Peretz Wolf-Prusan Bio

Peretz Wolf-Prusan was born in Los Angeles, CA in 1954.  He grew up in a sign shop run by his grandfather, who hand painted signs, and his father, who made neon signs.  Influenced by the social justice poster art of Sister Corita Kent and the work of Ben Shahn, he took up graphic art creating posters protesting the war in Vietnam and in support of Soviet Jewry.

Peretz came to the Bay Area to study printmaking at the San Francisco Art Institute (1976-1978).  He graduated with a Bachelor of Arts, summa cum laude, from the Center for Experimental and Interdisciplinary Arts at San Francisco State University (1985).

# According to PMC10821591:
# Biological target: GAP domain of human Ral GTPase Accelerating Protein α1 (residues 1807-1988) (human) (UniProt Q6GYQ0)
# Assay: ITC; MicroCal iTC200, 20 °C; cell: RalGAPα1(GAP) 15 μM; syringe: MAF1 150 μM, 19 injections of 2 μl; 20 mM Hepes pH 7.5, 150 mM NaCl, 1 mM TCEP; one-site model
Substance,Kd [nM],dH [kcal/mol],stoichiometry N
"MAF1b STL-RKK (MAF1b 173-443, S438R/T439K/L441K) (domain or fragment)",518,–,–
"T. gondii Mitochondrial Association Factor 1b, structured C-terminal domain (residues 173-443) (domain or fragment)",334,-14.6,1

From 1974-1984 Peretz created Ketubbot (Illuminated Jewish Wedding Documents) and in 1981 he published A Guide to Hebrew Lettering, UAHC Press.  His love of Hebrew letters led him to change course, close his studio and become an ordained Rabbi, leading to a 30-year career in Jewish education. 

Recently, the artist has returned to his studio to work in screen printing, calligraphy and mixed media.  Peretz grateful acknowledges the influence of Japanese and Chinese calligraphy and the art of Native American tribes of the Northwest Coast of North America. His work today marries his interest in Hebrew lettering with his print making skills and enthusiasm for social justice.  Calling upon Peretz’s knowledge of biblical, prophetic and Talmudic texts, he is creating a body of work that blends the profoundly spiritual with moving colorful imagery.